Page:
A shop for social change

Ben Simonson comes in to work every week at a shop made largely of castoffs.

Glass panels recycled from shower doors surround part of the seating area in back. The couch sports a reclaimed denim exterior. Nearby, merchandise lines a shelf made of scrapwood; lighting hails from an old Urban Outfitters display.

The interior of the AoSA Project, which opened in August, consists in part of materials that were rerouted from the trash and given a use. And the products on the shelves aim to rescue people around the world from similarly bleak circumstances.

The AoSA Project stocks merchandise that benefits blighted groups of people, from Ugandan women to inner-city American children.

Simonson, one of the store's two managers, said every product must meet two criteria: It must give back to a social cause, and it must be of high quality.

Ultimately, he and his partners hope to encourage people to weigh factors other than price when deciding on a purchase.

"When you buy any product, there's a huge list of who benefits and who doesn't benefit," Simonson said.

The AoSA Project, tucked behind Trader Joe's in a shopping center at 16821 Algonquin St., is the first retail store opened by AoSA, a Huntington Beach-based company that manufactures T-shirts, banners, surfboards and other items with recycled materials. (The company's name stands for Art of Sports and Apparel.)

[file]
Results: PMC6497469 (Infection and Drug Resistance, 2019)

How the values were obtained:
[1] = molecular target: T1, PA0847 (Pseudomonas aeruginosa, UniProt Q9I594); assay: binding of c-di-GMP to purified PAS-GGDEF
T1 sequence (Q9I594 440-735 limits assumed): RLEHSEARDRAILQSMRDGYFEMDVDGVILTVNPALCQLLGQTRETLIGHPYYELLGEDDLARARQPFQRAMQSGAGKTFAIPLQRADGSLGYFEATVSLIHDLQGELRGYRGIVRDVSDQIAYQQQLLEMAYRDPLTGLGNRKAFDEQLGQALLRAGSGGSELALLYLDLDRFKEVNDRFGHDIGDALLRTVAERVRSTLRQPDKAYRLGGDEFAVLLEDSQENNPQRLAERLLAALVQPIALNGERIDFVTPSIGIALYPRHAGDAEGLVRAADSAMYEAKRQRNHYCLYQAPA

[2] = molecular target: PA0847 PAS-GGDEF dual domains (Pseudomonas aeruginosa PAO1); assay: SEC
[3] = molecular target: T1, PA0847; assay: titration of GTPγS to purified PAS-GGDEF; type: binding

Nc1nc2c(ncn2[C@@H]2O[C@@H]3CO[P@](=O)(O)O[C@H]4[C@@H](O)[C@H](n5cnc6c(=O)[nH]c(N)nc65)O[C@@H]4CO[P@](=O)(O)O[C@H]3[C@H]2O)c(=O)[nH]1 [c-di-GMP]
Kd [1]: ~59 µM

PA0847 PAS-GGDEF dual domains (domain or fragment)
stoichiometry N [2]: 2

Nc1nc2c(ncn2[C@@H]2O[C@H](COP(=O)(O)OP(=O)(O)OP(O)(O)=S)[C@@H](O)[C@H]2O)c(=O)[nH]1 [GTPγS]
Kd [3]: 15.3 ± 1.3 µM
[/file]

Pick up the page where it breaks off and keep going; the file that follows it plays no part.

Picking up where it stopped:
Director Michael Hill, who launched AoSA in 2006, didn't start the retail venture with personal wealth in mind. All the store's proceeds will go to local charities or schools, with Marina High School, Hill's alma mater, slated to receive the first funds for art or performing arts projects.

"It's a profitless retail store," said Hill, who knows employees at most of the brands AoSA stocks.

Among the companies represented in the store are Jedidiah, a clothing line that supports the charity StandUp for Kids; Ark Collective, which provides one backpack to a needy child for every one purchased; and Toms, which offers a similar deal with shoes. Two other products, 31 Bits jewelry and Krochet Kids International hats, are made by — and benefit — women displaced by war in Uganda.

In addition to retail, the staff plans to begin offering open-mic music nights and exhibiting work by local high school art students to increase its profile.

"We want to be a voice of positive change in the community — locally, globally, the whole thing," Simonson said.


Twitter: @MichaelMillerHB


Address: 16821 Algonquin St., Suite 104, Huntington Beach

Hours: Noon to 9 p.m. Monday through Saturday

Contact: (714) 743-8354

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